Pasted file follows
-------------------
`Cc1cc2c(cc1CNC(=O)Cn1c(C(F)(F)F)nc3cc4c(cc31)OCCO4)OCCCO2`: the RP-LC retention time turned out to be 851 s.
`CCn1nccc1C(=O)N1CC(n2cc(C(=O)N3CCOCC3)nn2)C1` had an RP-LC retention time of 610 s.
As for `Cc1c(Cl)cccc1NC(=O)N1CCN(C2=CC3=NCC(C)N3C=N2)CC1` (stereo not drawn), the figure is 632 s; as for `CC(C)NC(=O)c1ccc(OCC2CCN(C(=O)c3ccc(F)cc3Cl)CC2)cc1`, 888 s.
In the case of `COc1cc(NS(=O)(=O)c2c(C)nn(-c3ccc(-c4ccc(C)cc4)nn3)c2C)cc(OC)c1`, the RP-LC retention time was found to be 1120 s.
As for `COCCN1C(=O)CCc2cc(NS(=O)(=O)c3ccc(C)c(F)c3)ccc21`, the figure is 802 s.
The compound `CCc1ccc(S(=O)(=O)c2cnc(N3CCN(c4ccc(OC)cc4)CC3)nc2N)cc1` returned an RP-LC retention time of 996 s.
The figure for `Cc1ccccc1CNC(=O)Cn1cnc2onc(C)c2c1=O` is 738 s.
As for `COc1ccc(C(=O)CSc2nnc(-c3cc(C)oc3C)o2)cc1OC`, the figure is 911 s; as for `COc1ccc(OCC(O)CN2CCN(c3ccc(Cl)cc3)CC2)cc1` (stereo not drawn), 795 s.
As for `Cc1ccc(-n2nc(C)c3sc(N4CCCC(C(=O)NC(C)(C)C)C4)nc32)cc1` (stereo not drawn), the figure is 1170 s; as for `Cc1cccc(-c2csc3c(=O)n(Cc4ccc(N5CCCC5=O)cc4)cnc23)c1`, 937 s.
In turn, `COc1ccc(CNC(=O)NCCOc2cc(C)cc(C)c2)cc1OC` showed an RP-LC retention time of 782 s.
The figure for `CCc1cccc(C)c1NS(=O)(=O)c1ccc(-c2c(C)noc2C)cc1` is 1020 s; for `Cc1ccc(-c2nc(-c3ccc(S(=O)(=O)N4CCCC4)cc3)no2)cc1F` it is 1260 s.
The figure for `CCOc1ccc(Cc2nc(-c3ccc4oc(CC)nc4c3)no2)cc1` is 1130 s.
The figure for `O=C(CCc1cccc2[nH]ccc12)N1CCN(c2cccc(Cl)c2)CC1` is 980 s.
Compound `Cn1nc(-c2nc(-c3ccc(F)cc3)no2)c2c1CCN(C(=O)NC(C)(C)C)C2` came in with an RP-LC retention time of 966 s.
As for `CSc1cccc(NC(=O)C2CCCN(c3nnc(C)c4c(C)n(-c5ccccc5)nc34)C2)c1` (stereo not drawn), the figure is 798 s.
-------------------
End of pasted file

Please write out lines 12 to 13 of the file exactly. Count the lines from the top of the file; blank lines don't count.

The figure for `CCOc1ccc(Cc2nc(-c3ccc4oc(CC)nc4c3)no2)cc1` is 1130 s.
The figure for `O=C(CCc1cccc2[nH]ccc12)N1CCN(c2cccc(Cl)c2)CC1` is 980 s.